• Preimplantation genetic diagnosis by array comparative genomic hybridisation shall be offered as an alternative to prenatal diagnosis for translocation/inversion carriers, and for patients with mosaic sex chromosome aneuploidy. The results of this local case series provide information, such as the anticipated percentage of genetically transferrable embryos and the expected ongoing pregnancy rate, which is useful for patient counselling before preimplantation genetic diagnosis or screening.
Preimplantation genetic diagnosis (PGD) is an alternative to prenatal diagnosis for detection of chromosomal abnormalities in translocation or inversion carrier couples. In the past 13 years, more than 6000 cycles of PGD for chromosomal abnormalities have been performed.1 Fluorescence in-situ hybridisation (FISH) was first used in PGD for translocation carriers.2 Due to its technical limitations however,3 4 5 it has been replaced by array comparative genomic hybridisation (aCGH) in many centres. In our centre, we have previously shown that the use of aCGH for PGD in translocation carriers results in a significantly higher rate of ongoing pregnancy than PGD by FISH.6
Aneuploidy is the most common abnormality found in embryos derived from in-vitro fertilisation (IVF), and leads to poor outcomes.7 8 9 10 11 12 13 Morphological assessment of embryos or blastocysts alone, however, cannot negate the potential risk of replacing aneuploid embryos or blastocysts.14 Preimplantation genetic screening (PGS) has been proposed to improve the IVF outcomes by screening for aneuploid embryos or blastocysts. More than 26 000 PGS cycles have been performed worldwide.1 The aCGH technique enables us to screen all 24 chromosomes within 24 hours and makes fresh transfer possible after blastomere biopsy or trophectoderm biopsy.15 A randomised study has shown that PGS by aCGH plus selection by morphology of blastocysts can significantly improve the ongoing pregnancy rate in patients with good prognosis when compared with selection of blastocysts by morphology alone.16 Another randomised study also showed an improvement in the implantation rate after PGS by aCGH in addition to morphological assessment of embryos.17 We report here the clinical outcome of 133 cycles of PGD/PGS by aCGH in a local unit.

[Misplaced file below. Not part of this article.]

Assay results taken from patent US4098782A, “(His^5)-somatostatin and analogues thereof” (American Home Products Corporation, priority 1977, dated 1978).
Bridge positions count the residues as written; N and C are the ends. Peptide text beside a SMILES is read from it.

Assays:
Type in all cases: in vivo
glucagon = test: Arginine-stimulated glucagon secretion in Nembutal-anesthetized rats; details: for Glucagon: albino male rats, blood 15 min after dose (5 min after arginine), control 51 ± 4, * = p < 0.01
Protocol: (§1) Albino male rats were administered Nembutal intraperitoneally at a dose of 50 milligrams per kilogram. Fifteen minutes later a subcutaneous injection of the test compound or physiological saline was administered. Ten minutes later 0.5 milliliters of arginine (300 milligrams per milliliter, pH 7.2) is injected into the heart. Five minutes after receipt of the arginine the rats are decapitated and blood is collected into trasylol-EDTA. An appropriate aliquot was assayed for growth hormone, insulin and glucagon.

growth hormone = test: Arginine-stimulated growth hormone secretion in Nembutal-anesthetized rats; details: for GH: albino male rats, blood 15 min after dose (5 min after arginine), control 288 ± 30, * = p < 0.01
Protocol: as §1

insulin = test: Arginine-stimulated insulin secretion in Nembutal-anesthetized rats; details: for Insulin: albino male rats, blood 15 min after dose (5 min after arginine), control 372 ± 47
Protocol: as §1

Study population
Data from all treatment cycles performed for PGD and PGS in the Department of Obstetrics and Gynaecology, Queen Mary Hospital/The University of Hong Kong from 1 April 2012 to 30 June 2015 were retrieved. This study was done in accordance with the principles outlined in the Declaration of Helsinki. Patient consent has been obtained. Data were stored in a database and coded for indication. Indications for PGS were defined as: (1) advanced maternal age (AMA) group for patients aged >38 years; (2) recurrent miscarriage (RM) group with patients having at least two clinical miscarriages and negative investigations for RM; (3) repeated implantation failure group (RIF) with those who failed to get pregnant after three embryo transfer cycles with at least six good-quality embryos replaced; and (4) optional PGS group included those with normal karyotype but who had experienced a previous pregnancy with abnormal karyotype, and those who opted for PGS when performing PGD for monogenetic disease.